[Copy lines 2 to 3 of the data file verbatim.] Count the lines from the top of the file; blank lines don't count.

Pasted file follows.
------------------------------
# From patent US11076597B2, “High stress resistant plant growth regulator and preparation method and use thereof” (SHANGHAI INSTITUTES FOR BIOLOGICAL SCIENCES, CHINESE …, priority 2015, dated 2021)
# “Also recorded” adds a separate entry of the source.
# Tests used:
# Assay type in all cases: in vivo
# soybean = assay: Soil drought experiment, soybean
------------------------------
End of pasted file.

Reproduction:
# “Also recorded” adds a separate entry of the source.
# Tests used: